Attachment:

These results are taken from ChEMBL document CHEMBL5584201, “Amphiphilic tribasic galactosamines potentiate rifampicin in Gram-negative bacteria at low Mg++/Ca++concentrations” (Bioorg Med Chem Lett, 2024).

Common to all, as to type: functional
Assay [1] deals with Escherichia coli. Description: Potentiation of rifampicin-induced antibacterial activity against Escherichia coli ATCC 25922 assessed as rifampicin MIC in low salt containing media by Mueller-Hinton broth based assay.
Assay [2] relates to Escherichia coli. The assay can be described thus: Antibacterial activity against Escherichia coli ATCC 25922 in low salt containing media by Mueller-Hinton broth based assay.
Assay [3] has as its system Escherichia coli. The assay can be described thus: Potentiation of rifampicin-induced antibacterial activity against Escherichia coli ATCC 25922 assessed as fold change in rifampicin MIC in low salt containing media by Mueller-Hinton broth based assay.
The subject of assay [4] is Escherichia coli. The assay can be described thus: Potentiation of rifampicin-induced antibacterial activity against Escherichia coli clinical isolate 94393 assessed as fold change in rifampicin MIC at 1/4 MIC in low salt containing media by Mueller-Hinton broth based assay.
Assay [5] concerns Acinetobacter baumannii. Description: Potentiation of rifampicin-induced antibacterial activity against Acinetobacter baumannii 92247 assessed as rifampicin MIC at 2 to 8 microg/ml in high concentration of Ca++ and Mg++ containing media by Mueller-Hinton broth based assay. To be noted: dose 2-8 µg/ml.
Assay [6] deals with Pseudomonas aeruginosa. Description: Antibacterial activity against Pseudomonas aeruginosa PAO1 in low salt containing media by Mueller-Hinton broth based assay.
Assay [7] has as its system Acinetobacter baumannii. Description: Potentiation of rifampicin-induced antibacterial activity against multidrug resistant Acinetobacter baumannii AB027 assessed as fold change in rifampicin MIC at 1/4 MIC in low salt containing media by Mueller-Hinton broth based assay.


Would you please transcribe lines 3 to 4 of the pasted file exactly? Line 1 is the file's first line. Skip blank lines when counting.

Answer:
Assay [1] deals with Escherichia coli. Description: Potentiation of rifampicin-induced antibacterial activity against Escherichia coli ATCC 25922 assessed as rifampicin MIC in low salt containing media by Mueller-Hinton broth based assay.
Assay [2] relates to Escherichia coli. The assay can be described thus: Antibacterial activity against Escherichia coli ATCC 25922 in low salt containing media by Mueller-Hinton broth based assay.